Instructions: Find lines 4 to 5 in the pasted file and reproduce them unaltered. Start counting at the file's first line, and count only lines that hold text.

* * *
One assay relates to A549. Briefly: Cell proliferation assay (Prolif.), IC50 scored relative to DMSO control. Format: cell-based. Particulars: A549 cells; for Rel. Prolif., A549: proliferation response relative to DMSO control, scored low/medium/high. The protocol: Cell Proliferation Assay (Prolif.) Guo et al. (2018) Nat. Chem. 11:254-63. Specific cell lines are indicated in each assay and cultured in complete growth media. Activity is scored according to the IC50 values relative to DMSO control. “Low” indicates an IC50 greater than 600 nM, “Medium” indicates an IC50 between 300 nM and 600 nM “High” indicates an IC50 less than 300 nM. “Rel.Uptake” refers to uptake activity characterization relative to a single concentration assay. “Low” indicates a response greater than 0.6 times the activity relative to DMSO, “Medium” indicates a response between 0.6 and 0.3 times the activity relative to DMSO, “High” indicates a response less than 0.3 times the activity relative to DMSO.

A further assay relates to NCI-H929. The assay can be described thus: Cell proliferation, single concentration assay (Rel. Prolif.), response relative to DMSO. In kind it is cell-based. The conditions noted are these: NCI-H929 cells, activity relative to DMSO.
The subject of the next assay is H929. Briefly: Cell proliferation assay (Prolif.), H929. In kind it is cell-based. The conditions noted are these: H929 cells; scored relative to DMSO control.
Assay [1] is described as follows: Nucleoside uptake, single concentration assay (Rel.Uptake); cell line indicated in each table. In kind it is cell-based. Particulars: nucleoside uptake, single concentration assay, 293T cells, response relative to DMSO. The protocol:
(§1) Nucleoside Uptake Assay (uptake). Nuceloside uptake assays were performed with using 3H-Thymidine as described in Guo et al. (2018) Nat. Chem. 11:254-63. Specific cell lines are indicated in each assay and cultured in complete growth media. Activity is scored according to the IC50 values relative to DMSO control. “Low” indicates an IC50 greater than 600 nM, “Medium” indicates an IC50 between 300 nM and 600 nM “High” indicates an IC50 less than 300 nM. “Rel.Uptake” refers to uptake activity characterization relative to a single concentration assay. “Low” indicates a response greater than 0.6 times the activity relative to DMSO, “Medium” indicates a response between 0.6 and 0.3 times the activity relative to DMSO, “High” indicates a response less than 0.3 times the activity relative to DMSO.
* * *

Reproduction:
Assay [1] is described as follows: Nucleoside uptake, single concentration assay (Rel.Uptake); cell line indicated in each table. In kind it is cell-based. Particulars: nucleoside uptake, single concentration assay, 293T cells, response relative to DMSO. The protocol:
(§1) Nucleoside Uptake Assay (uptake). Nuceloside uptake assays were performed with using 3H-Thymidine as described in Guo et al. (2018) Nat. Chem. 11:254-63. Specific cell lines are indicated in each assay and cultured in complete growth media. Activity is scored according to the IC50 values relative to DMSO control. “Low” indicates an IC50 greater than 600 nM, “Medium” indicates an IC50 between 300 nM and 600 nM “High” indicates an IC50 less than 300 nM. “Rel.Uptake” refers to uptake activity characterization relative to a single concentration assay. “Low” indicates a response greater than 0.6 times the activity relative to DMSO, “Medium” indicates a response between 0.6 and 0.3 times the activity relative to DMSO, “High” indicates a response less than 0.3 times the activity relative to DMSO.